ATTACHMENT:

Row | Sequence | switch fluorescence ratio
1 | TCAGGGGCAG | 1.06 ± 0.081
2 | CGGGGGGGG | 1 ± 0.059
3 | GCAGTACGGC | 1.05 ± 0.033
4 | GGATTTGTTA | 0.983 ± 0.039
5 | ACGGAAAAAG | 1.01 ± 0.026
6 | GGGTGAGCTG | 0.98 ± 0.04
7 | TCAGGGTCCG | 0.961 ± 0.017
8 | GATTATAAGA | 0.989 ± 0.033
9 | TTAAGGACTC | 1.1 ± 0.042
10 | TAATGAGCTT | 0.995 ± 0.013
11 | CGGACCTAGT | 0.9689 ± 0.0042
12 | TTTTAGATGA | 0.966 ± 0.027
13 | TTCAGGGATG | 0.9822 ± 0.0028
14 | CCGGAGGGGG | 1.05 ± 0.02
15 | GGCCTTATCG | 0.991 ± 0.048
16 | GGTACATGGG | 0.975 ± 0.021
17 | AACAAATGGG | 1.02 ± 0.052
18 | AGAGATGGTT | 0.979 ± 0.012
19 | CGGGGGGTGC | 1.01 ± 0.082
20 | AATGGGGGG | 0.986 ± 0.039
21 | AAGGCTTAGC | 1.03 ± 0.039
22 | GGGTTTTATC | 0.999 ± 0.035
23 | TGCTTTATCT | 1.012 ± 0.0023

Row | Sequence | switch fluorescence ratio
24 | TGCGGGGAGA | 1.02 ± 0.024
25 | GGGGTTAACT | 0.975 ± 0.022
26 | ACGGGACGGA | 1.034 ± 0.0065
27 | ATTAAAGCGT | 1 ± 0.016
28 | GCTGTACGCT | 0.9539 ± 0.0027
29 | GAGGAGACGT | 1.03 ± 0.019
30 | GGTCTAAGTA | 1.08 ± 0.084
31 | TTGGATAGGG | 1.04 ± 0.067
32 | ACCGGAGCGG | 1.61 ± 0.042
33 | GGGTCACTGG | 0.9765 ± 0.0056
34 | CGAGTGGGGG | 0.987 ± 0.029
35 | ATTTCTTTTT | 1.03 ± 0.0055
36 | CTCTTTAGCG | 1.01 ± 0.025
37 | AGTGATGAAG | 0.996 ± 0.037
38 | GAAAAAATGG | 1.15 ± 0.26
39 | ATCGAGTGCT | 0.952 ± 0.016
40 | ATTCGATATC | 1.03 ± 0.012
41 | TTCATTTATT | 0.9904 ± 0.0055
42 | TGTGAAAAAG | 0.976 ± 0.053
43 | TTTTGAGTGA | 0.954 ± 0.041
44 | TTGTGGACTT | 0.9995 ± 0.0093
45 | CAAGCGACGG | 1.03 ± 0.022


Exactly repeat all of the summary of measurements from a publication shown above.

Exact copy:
Row | Sequence | switch fluorescence ratio
1 | TCAGGGGCAG | 1.06 ± 0.081
2 | CGGGGGGGG | 1 ± 0.059
3 | GCAGTACGGC | 1.05 ± 0.033
4 | GGATTTGTTA | 0.983 ± 0.039
5 | ACGGAAAAAG | 1.01 ± 0.026
6 | GGGTGAGCTG | 0.98 ± 0.04
7 | TCAGGGTCCG | 0.961 ± 0.017
8 | GATTATAAGA | 0.989 ± 0.033
9 | TTAAGGACTC | 1.1 ± 0.042
10 | TAATGAGCTT | 0.995 ± 0.013
11 | CGGACCTAGT | 0.9689 ± 0.0042
12 | TTTTAGATGA | 0.966 ± 0.027
13 | TTCAGGGATG | 0.9822 ± 0.0028
14 | CCGGAGGGGG | 1.05 ± 0.02
15 | GGCCTTATCG | 0.991 ± 0.048
16 | GGTACATGGG | 0.975 ± 0.021
17 | AACAAATGGG | 1.02 ± 0.052
18 | AGAGATGGTT | 0.979 ± 0.012
19 | CGGGGGGTGC | 1.01 ± 0.082
20 | AATGGGGGG | 0.986 ± 0.039
21 | AAGGCTTAGC | 1.03 ± 0.039
22 | GGGTTTTATC | 0.999 ± 0.035
23 | TGCTTTATCT | 1.012 ± 0.0023

Row | Sequence | switch fluorescence ratio
24 | TGCGGGGAGA | 1.02 ± 0.024
25 | GGGGTTAACT | 0.975 ± 0.022
26 | ACGGGACGGA | 1.034 ± 0.0065
27 | ATTAAAGCGT | 1 ± 0.016
28 | GCTGTACGCT | 0.9539 ± 0.0027
29 | GAGGAGACGT | 1.03 ± 0.019
30 | GGTCTAAGTA | 1.08 ± 0.084
31 | TTGGATAGGG | 1.04 ± 0.067
32 | ACCGGAGCGG | 1.61 ± 0.042
33 | GGGTCACTGG | 0.9765 ± 0.0056
34 | CGAGTGGGGG | 0.987 ± 0.029
35 | ATTTCTTTTT | 1.03 ± 0.0055
36 | CTCTTTAGCG | 1.01 ± 0.025
37 | AGTGATGAAG | 0.996 ± 0.037
38 | GAAAAAATGG | 1.15 ± 0.26
39 | ATCGAGTGCT | 0.952 ± 0.016
40 | ATTCGATATC | 1.03 ± 0.012
41 | TTCATTTATT | 0.9904 ± 0.0055
42 | TGTGAAAAAG | 0.976 ± 0.053
43 | TTTTGAGTGA | 0.954 ± 0.041
44 | TTGTGGACTT | 0.9995 ± 0.0093
45 | CAAGCGACGG | 1.03 ± 0.022